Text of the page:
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World Day Against Child Labour 2021: Child labour increases for first time in 20 years

According to the International Labour Organization (ILO) and UNICEF, the number of children in child labour has risen to 160 million worldwide.

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World Day Against Child Labour 2021: Child labour increases for first time in 20 years
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World Day Against Child Labour is observed on June 12 every year in almost 100 countries all around the globe. According to the International Labour Organization (ILO) and UNICEF, the number of children in child labour has risen to 160 million worldwide – an increase of 8.4 million children in the last four years – with millions more at risk due to the impacts of COVID-19.

The ILO launched World Day Against Child Labour in 2002, after which it is annually celebrated to raise awareness about the plight of child labourers worldwide.

Did you know almost one in ten of all children worldwide is in child labour?

Theme for World Day Against Child Labour

Act now: end child labour - is the theme of this year's World Day Against Child Labour.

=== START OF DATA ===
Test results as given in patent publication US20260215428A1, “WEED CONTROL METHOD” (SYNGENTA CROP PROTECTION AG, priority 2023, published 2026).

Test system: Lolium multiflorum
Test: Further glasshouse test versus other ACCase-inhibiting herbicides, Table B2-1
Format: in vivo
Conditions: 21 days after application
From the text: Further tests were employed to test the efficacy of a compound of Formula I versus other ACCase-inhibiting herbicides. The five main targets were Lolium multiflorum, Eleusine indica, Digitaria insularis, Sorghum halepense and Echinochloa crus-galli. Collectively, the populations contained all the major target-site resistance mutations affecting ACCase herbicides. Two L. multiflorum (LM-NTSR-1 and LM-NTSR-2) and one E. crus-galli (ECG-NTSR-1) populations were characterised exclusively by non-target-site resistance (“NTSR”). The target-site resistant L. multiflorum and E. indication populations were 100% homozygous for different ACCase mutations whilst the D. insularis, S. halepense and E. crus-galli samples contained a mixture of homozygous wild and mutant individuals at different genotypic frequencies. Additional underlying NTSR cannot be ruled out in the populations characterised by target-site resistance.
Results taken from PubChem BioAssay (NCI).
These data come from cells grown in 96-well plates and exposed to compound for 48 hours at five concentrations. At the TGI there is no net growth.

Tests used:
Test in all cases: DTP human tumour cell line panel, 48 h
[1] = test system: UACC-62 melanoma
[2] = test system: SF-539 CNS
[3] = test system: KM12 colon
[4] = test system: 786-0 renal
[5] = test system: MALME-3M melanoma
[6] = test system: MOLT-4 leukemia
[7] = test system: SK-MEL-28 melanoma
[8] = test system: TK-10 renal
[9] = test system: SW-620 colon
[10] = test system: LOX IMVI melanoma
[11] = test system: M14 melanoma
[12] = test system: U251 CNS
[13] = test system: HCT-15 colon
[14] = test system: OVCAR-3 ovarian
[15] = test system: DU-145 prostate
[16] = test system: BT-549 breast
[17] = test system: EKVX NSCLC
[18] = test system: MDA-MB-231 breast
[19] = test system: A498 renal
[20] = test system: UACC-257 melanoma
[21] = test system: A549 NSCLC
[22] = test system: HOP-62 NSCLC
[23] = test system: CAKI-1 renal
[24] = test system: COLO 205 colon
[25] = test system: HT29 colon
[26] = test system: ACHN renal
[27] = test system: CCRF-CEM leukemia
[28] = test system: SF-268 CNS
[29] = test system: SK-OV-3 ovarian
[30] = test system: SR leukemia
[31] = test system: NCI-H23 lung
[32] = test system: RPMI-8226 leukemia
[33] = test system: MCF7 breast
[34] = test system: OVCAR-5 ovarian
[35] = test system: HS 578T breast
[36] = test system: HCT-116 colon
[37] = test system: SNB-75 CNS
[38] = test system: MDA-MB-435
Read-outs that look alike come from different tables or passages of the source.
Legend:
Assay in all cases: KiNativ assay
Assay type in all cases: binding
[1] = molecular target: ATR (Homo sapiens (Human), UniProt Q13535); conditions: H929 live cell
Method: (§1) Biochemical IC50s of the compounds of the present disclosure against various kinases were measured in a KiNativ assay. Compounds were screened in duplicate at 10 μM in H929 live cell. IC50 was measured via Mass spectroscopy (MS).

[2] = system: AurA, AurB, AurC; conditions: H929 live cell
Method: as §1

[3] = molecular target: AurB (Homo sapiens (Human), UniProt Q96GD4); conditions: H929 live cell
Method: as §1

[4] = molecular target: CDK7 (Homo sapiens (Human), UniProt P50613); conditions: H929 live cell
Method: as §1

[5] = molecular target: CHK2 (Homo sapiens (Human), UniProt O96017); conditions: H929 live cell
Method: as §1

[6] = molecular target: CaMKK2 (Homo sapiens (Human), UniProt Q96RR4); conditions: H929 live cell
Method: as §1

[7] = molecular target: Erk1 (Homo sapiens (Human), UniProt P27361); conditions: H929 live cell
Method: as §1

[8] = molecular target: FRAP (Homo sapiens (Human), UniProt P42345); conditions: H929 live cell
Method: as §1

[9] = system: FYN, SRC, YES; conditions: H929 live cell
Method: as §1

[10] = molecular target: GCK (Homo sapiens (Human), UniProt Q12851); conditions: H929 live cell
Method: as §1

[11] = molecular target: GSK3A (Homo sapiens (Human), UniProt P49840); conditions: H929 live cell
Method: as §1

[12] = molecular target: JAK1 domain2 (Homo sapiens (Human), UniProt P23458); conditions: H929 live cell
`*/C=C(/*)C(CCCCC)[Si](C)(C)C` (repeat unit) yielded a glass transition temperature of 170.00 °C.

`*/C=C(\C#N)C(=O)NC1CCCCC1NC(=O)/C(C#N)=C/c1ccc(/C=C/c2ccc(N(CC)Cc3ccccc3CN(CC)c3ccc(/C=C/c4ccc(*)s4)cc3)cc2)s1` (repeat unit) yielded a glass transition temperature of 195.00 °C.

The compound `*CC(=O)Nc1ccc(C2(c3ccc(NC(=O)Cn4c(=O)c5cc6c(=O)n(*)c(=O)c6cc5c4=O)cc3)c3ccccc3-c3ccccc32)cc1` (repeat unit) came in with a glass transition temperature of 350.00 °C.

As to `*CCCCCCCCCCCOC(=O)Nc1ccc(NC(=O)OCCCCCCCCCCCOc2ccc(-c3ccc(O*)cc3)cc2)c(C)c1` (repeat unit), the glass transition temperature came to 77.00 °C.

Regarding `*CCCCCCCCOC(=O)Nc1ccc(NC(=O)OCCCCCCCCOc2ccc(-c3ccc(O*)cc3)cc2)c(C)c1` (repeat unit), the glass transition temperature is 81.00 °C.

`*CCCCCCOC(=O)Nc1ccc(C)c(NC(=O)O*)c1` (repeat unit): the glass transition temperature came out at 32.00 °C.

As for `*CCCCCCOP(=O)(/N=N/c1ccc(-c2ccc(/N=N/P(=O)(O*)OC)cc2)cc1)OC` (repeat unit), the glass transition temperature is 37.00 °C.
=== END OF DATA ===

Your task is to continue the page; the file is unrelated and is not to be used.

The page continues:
This is the first time in nearly two decades, the world has seen an increase in child labour and millions more are vulnerable due to pandemic situation. According to a report released by the ILO and UNICEF on global trends and estimates, the progress to end child labour has stalled reversing the downward trend that saw it fall by 94 million between 2000 and 2016.

Significance of  World Day Against Child Labour

The reason June 12 is marked as World Day Against Child Labour is to bring attention to the problem of child labour and to find ways to eradicate it or fight against it.

The day is used to spread awareness about the harmful mental and physical problems faced by children forced into child labour, around the world.

The day also gives an opportunity for people to develop efficient mechanisms to combat specific issues that leads to child labour.

History of World Day Against Child Labour

So many children in the age group 5 to 17 are engaged in work that deprives them of a normal childhood, like getting adequate education, proper health care, leisure time or just basic freedom.

In 2002, the United Nations body that regulates the world of work, the International Labour Organization (ILO), launched the World Day Against Child Labour for this very reason.

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